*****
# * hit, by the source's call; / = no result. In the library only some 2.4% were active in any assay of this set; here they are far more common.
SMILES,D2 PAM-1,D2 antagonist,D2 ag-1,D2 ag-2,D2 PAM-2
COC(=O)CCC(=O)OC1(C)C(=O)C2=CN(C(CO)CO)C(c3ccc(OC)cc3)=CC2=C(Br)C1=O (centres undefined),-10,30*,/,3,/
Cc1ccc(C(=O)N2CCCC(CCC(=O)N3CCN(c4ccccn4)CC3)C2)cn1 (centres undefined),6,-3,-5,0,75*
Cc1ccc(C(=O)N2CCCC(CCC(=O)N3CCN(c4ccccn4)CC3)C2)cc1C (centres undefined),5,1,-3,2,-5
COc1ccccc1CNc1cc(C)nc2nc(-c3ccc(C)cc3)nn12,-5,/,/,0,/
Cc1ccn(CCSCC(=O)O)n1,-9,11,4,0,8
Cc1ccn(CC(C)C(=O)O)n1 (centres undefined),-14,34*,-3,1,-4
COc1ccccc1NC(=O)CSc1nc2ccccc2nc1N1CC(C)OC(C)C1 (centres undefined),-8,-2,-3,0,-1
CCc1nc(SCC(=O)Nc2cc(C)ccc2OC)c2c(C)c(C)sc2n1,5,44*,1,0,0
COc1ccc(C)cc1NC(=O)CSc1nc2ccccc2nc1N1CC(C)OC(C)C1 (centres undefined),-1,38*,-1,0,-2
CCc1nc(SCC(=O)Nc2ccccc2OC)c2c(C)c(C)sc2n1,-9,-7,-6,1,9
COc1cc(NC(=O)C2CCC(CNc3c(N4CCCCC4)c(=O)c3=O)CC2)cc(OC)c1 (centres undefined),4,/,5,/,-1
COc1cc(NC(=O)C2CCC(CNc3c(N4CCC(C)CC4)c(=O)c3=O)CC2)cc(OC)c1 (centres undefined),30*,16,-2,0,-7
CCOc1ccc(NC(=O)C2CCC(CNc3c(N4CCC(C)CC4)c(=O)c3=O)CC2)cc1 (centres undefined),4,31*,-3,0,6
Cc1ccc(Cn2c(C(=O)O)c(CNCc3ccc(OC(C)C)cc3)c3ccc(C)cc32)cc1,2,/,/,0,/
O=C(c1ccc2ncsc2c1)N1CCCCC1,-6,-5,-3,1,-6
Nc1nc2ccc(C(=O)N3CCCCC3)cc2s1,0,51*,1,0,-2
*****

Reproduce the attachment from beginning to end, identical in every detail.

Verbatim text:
# * hit, by the source's call; / = no result. In the library only some 2.4% were active in any assay of this set; here they are far more common.
SMILES,D2 PAM-1,D2 antagonist,D2 ag-1,D2 ag-2,D2 PAM-2
COC(=O)CCC(=O)OC1(C)C(=O)C2=CN(C(CO)CO)C(c3ccc(OC)cc3)=CC2=C(Br)C1=O (centres undefined),-10,30*,/,3,/
Cc1ccc(C(=O)N2CCCC(CCC(=O)N3CCN(c4ccccn4)CC3)C2)cn1 (centres undefined),6,-3,-5,0,75*
Cc1ccc(C(=O)N2CCCC(CCC(=O)N3CCN(c4ccccn4)CC3)C2)cc1C (centres undefined),5,1,-3,2,-5
COc1ccccc1CNc1cc(C)nc2nc(-c3ccc(C)cc3)nn12,-5,/,/,0,/
Cc1ccn(CCSCC(=O)O)n1,-9,11,4,0,8
Cc1ccn(CC(C)C(=O)O)n1 (centres undefined),-14,34*,-3,1,-4
COc1ccccc1NC(=O)CSc1nc2ccccc2nc1N1CC(C)OC(C)C1 (centres undefined),-8,-2,-3,0,-1
CCc1nc(SCC(=O)Nc2cc(C)ccc2OC)c2c(C)c(C)sc2n1,5,44*,1,0,0
COc1ccc(C)cc1NC(=O)CSc1nc2ccccc2nc1N1CC(C)OC(C)C1 (centres undefined),-1,38*,-1,0,-2
CCc1nc(SCC(=O)Nc2ccccc2OC)c2c(C)c(C)sc2n1,-9,-7,-6,1,9
COc1cc(NC(=O)C2CCC(CNc3c(N4CCCCC4)c(=O)c3=O)CC2)cc(OC)c1 (centres undefined),4,/,5,/,-1
COc1cc(NC(=O)C2CCC(CNc3c(N4CCC(C)CC4)c(=O)c3=O)CC2)cc(OC)c1 (centres undefined),30*,16,-2,0,-7
CCOc1ccc(NC(=O)C2CCC(CNc3c(N4CCC(C)CC4)c(=O)c3=O)CC2)cc1 (centres undefined),4,31*,-3,0,6
Cc1ccc(Cn2c(C(=O)O)c(CNCc3ccc(OC(C)C)cc3)c3ccc(C)cc32)cc1,2,/,/,0,/
O=C(c1ccc2ncsc2c1)N1CCCCC1,-6,-5,-3,1,-6
Nc1nc2ccc(C(=O)N3CCCCC3)cc2s1,0,51*,1,0,-2